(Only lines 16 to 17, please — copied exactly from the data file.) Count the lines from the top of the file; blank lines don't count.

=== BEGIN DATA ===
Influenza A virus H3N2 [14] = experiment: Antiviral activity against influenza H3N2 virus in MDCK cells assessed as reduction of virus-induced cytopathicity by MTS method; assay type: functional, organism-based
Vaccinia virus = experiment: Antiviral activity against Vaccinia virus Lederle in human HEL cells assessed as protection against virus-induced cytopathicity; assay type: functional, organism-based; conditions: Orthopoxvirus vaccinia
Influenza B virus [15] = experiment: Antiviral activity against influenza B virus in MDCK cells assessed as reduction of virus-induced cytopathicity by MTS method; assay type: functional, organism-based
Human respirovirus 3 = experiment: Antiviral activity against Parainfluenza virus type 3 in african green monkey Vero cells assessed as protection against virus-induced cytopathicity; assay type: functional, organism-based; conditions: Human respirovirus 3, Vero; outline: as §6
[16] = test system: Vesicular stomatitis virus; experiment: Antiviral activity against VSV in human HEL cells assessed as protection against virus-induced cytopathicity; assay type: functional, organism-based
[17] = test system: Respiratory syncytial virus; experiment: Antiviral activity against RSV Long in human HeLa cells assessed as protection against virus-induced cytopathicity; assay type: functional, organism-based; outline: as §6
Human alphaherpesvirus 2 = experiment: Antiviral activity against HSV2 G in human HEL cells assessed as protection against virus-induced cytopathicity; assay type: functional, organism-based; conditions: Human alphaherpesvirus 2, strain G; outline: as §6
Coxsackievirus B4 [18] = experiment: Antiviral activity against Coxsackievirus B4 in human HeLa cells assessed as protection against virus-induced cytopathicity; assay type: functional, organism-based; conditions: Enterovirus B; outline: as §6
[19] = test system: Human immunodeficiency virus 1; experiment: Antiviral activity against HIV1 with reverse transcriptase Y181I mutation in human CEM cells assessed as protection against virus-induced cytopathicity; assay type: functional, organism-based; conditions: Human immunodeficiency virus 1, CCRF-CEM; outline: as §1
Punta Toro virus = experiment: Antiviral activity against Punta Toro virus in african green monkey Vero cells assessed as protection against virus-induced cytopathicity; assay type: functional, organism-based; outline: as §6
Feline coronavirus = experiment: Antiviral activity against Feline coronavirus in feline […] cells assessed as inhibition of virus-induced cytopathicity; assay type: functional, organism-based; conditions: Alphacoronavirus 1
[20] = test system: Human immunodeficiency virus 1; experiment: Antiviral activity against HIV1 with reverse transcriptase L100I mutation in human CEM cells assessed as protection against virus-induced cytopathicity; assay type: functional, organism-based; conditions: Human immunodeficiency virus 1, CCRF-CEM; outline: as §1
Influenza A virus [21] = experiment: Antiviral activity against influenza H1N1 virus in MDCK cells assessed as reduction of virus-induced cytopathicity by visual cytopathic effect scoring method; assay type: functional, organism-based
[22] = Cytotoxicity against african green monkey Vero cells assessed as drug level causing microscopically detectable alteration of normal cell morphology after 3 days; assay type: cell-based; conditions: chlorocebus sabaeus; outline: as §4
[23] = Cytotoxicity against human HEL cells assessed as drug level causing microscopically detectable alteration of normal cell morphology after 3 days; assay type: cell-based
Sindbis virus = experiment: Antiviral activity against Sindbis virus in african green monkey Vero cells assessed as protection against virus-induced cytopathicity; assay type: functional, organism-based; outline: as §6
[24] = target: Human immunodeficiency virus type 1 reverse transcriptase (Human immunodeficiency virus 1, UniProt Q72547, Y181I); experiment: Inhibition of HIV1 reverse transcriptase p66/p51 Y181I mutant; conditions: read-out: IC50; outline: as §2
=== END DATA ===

Sindbis virus = experiment: Antiviral activity against Sindbis virus in african green monkey Vero cells assessed as protection against virus-induced cytopathicity; assay type: functional, organism-based; outline: as §6
[24] = target: Human immunodeficiency virus type 1 reverse transcriptase (Human immunodeficiency virus 1, UniProt Q72547, Y181I); experiment: Inhibition of HIV1 reverse transcriptase p66/p51 Y181I mutant; conditions: read-out: IC50; outline: as §2